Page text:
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IS Use of Social Media to Recruit, Radicalize Still a Top Threat to US


FILE - An Islamic State militant holds a gun while standing behind what are said to be Ethiopian Christians in Wilayat Fazzan, in this still image from an undated video made available on a social media website on April 19, 2015.

FILE - An Islamic State militant holds a gun while standing behind what are said to be Ethiopian Christians in Wilayat Fazzan, in this still image from an undated video made available on a social media website on April 19, 2015.

Nearly eight months after overhauling its strategy to curtail the Islamic State terror group's success in cyberspace, U.S. officials admit it is hard to know if they are making much headway.

"This arguably is the most complex challenge that the federal government and industry face," said George Selim, director of the office for community partnerships at the Department of Homeland Security. "There's not an overarching measure."

The new approach laid out in January shifted some of the focus away from government-led efforts to counter IS and placed greater emphasis on working with communities and local organizations. The goal was to find and amplify voices that might better resonate with young people at risk of being sucked in by IS propaganda.

While several studies are underway hoping to gauge the impact these efforts are having, Selim said Friday at the Aspen Security Forum that one thing has not changed.

"The number one threat to the homeland is [Islamic State's] ability to recruit and radicalize," he told an audience in Aspen, Colorado.

FILE - Islamic State social media distributed photos in several languages of children holding placards in Islamic State territories offering "congratulations" on the deaths of Americans, apparently in reference to the Orlando mass shooting on June 12, 2016.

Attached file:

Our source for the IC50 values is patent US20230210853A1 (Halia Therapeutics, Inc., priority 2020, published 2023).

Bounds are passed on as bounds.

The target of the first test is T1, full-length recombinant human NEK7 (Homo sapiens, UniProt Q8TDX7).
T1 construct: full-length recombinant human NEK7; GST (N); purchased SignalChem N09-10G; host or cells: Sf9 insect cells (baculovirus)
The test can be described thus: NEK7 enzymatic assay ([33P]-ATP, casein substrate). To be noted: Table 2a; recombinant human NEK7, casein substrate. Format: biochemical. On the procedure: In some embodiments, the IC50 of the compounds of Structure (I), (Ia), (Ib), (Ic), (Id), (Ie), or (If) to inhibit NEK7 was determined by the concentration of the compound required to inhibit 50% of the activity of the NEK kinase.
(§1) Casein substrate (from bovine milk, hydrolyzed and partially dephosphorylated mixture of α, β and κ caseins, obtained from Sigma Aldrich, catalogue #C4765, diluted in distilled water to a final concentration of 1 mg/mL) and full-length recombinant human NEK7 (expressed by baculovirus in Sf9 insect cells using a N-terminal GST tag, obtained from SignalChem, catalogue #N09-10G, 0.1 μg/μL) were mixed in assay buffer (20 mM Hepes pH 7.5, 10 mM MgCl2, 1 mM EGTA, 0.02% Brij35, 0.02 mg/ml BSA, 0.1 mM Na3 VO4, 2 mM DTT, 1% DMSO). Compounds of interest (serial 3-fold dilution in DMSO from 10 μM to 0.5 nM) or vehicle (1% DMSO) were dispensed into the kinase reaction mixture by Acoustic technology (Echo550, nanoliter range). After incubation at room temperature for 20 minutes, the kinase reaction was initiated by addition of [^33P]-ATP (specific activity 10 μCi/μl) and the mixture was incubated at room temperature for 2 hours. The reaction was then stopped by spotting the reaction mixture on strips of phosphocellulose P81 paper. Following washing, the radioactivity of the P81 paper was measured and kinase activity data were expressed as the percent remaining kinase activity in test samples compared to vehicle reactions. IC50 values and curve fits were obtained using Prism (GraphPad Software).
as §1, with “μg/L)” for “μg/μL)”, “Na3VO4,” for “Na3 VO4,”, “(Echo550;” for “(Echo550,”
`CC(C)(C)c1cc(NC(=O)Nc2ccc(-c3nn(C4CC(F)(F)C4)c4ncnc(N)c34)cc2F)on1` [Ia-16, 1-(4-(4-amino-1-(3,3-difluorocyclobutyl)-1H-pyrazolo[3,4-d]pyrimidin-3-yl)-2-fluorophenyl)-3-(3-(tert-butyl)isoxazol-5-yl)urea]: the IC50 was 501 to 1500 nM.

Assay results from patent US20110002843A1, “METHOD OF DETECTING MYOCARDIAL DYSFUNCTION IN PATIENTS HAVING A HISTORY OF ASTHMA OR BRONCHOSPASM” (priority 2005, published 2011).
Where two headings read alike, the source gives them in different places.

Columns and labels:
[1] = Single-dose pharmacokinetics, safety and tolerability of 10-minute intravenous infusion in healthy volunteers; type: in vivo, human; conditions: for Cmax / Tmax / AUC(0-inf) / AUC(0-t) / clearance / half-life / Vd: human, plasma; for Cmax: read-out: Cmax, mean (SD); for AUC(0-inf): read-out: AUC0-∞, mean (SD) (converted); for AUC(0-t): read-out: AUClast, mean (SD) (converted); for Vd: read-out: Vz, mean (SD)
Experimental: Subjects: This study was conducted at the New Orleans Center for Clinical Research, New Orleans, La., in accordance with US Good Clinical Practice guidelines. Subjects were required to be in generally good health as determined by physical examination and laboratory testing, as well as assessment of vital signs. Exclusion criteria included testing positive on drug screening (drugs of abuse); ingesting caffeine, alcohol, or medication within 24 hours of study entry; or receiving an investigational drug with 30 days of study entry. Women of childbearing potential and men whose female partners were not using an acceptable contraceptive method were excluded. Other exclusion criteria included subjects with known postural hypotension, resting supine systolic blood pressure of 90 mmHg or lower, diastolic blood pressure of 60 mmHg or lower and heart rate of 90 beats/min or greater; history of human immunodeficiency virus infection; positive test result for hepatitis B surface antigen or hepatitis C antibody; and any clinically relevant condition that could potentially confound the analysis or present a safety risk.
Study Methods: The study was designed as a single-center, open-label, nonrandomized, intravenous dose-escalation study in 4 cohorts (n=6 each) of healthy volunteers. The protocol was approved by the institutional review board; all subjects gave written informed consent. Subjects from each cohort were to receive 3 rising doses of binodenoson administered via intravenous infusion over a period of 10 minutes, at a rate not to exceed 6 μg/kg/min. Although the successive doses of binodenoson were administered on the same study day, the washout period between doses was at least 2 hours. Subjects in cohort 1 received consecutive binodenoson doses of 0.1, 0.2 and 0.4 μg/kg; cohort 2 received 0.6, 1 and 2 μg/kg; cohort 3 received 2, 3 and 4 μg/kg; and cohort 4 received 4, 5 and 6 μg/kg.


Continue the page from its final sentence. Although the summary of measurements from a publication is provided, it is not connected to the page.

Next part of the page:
FILE - Islamic State social media distributed photos in several languages of children holding placards in Islamic State territories offering "congratulations" on the deaths of Americans, apparently in reference to the Orlando mass shooting on June 12, 2016.

The lack of progress in efforts to counter online efforts by Islamic State contrasts with successes by U.S. and coalition forces on the battlefield in Iraq and Syria, where the terror group has lost control of almost 50 percent of the territory it once held in its self-declared "caliphate."

No ripple effect

Many U.S. officials had hoped those gains on the ground would have a ripple effect, building skepticism about IS social media boasts among would-be jihadists. So far, that has not happened.

The House Foreign Affairs Committee chairman, Representative Ed Royce, worries that counter-IS efforts will not be successful as long as the extremists "can point to an existing concept of a 'caliphate.' "

"Those ideas are in the pipeline, and they're being spread all over, from Indonesia to West Africa," the California Republican said at the Aspen forum. "That makes it very, very credible that this could be the future."

Researchers say there are other reasons that Islamic State's military reverses are not having more of an impact.